simplest terms, this strategy is basically all about articulating the main direction of

one's business. It involves making use of the resources to their greatest potential, and
minimizing as many errors as possible.
 Although there is nothing inherently wrong about utilizing the strategies being used
by the competitors, this can be a reason for a quick downfall. Just because the said
strategy has brought success for another company, it does not necessarily mean it can
work for each company within the same industry. In fact, it can back fire big time.
This is because there are certain elements in a business that are unique to that
business; this causes a specific strategy to be effective.
 An effective strategy in any industry incorporates the use of one's potential. It should
not, in any way, focus on destroying the competition. Healthy competition brings
about a healthy norm within an industry, giving each player ample motivation to be
resourceful and creative in coming up with strategies that work.
 For a business strategy to work at its best, it should be uniquely created for one's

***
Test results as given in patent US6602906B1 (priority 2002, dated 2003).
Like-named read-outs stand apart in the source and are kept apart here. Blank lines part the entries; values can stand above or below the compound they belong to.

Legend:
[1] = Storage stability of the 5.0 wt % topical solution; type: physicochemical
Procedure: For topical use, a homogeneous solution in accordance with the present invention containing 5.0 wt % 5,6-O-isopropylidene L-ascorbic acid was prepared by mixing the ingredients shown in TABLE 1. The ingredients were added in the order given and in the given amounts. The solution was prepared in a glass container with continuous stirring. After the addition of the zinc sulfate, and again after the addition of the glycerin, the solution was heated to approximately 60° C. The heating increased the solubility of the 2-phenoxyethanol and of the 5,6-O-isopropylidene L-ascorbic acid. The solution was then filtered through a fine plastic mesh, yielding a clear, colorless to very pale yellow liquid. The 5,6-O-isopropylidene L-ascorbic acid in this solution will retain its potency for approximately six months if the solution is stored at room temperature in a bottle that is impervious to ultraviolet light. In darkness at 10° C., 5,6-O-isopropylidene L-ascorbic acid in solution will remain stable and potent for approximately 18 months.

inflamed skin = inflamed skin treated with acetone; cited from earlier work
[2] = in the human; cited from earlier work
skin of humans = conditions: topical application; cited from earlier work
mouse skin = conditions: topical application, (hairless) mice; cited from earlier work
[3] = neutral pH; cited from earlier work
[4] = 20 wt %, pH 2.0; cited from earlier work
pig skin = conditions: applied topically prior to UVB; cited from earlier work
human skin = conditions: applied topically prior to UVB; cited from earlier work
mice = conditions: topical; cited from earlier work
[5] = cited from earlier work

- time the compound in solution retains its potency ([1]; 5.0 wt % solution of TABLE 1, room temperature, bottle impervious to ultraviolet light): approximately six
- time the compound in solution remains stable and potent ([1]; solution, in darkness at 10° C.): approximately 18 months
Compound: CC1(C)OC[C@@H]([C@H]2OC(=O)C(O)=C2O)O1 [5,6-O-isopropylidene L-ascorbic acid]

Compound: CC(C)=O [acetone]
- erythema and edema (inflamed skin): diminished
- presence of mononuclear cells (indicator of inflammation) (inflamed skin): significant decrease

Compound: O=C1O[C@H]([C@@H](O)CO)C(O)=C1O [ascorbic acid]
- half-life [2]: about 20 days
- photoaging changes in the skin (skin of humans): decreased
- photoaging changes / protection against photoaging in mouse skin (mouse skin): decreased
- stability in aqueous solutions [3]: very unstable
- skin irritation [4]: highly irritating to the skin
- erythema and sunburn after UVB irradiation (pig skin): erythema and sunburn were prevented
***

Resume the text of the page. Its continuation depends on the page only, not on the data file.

business. It is developed with one business and its unique characteristics in mind. It
has taken into consideration the business' strengths and weaknesses, and works to
juggle both in the most efficient manner.

Business strategies and HRD

Human resource development (HRD) refers to an approach for managing the human
resources of an organization that emphasizes the importance of developing the basic
capabilities to the people employed by the organization, working as individuals as well as in
groups. It can be contrasted with the alternate approach that is limited to selecting the people
with required capabilities and motivating them so that they work and use their capabilities in
the best interest of the company.
A theory is a framework for the expansion of human capital within an organization through
the development of both the organization and the individual to achieve performance
Adam Smith states, “The capacities of individuals depended on their access to
education” The same statement applies to organizations themselves, but it requires a much
broader field to cover both areas.
Human Resource Development is the integrated use of training, organization, and career
development efforts to improve individual, group and organizational effectiveness. HRD
develops the key competencies that enable individuals in organizations to perform current
and future jobs through planned learning activities. Groups within organizations use HRD to
initiate and manage change. Also, HRD ensures a match between individual and
organizational needs.

HRD and Organizational Life-cycle

An organization undergoes changes in its conceptual and structural dimensions over a period